September 2015


So far, I have been writing about some of my experiences regarding learning to code, working as a coder who is just starting out etc. and I didn’t mention a very important aspect of the whole story, and that is fun.

It’s quite simple, actually. If you don’t like what you’re doing, chances are it’s going to be a lot harder for you to learn it. Sure, you won’t always get fun tasks at work, but when you are learning and practicing, you should always chose a task that has some appeal to you.

Let’s say you are learning loops. You need to learn them and be able to recognise a problem that requires using a loop. Those problems are countless, so start with the ones you like. Remember those punishments in school where you needed to write “I will behave during class” a hundred times on the blackboard? Well, you can do that in a loop in a fraction of a second. Want to calculate your annual salary using just addition, without multiplication? No problem, loops will help you. Remember – you can make many mistakes in the meantime! Everyone makes mistakes while writing code. It’s not etched in stone, the code can be easily changed in your text editor and you can run it again.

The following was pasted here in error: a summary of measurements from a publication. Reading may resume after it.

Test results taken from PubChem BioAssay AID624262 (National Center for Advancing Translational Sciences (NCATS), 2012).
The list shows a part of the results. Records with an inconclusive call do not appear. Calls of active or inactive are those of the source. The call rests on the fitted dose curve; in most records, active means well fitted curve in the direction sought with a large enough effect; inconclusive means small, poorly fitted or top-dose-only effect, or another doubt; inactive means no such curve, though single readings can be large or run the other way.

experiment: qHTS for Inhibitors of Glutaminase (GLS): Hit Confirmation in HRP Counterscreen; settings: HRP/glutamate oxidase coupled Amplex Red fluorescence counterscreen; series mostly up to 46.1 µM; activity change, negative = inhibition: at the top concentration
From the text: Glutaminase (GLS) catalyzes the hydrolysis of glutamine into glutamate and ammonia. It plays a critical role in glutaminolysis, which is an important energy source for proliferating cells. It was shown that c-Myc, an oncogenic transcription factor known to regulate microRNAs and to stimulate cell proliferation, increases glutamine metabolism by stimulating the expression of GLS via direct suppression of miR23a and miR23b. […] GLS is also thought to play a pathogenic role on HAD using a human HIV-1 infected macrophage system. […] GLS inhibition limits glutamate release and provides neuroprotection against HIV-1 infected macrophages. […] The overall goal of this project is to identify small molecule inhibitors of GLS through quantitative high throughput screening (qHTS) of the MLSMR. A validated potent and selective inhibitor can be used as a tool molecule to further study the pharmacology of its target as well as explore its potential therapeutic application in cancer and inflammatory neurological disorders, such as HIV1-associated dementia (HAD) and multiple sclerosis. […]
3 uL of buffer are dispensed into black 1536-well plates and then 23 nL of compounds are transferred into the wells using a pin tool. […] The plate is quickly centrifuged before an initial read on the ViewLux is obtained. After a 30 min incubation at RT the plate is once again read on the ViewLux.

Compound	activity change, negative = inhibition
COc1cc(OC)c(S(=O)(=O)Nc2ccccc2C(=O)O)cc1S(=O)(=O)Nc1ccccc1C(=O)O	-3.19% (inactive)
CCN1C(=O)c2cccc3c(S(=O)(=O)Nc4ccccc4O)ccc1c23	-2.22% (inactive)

I remember an anecdote from my wife’s college days. She attended a class in sociology (I don’t remember which one exactly) and at the very beginning, the teacher asked the students to tell him what would they like to be doing at that very moment. “I’d like to be on the beach”, one of them said. The teacher wrote it on the black board. “I’d like to be at home, snuggled under my blanket and watching movies”, the other said. “I’d like to be exploring space”, my wife said.

After hearing and writing down multiple examples, the teacher told them: “Take a look at the blackboard. None of you said they would like to be working. All of you opted for fun activities. Marx was wrong, humans are not naturally beings of labour.”

More and more companies and recruiters seeking new people know this and they approach candidates differently. They tell you you’ll be working on cool projects in a friendly atmosphere and that you’ll have beers on Friday. They want you to know fun is part of the job description. I like that (as long as other job perks at the same level). They know that a worker who likes his workplace and colleagues will be better at his job and that he’s more likely to stay.

Don’t get me wrong, it’s not all fun and games. Sometimes you’ll be on the verge of quitting, frustrated and disappointed. That is normal and it will pass. Try to have as much fun as you can while learning to code and you should be fine. If you cannot see any fun in it what so ever, it’s not the end of the world. Perhaps you just hate the whole thing and don’t want to do be a coder. There are a thousand other things in the world you can be. But try giving coding a chance and have fun while doing it.

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